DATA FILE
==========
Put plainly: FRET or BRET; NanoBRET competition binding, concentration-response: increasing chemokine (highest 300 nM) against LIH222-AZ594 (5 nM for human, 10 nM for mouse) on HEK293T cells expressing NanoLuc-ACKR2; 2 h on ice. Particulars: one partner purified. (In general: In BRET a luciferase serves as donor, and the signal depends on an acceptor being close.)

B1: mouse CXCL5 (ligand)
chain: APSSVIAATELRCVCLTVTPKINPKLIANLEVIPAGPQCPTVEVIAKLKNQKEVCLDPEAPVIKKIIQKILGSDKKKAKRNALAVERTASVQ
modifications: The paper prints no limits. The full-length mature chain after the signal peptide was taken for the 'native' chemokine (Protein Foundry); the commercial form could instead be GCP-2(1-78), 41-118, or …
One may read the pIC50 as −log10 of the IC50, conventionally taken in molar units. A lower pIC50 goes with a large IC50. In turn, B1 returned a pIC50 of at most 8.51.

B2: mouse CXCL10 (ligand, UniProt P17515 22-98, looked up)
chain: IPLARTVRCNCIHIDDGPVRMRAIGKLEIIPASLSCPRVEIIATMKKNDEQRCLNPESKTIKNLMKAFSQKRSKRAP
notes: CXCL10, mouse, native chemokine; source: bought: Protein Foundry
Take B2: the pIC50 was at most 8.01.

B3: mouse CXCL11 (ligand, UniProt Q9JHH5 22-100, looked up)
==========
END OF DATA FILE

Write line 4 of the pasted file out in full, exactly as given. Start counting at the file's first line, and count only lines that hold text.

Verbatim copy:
modifications: The paper prints no limits. The full-length mature chain after the signal peptide was taken for the 'native' chemokine (Protein Foundry); the commercial form could instead be GCP-2(1-78), 41-118, or …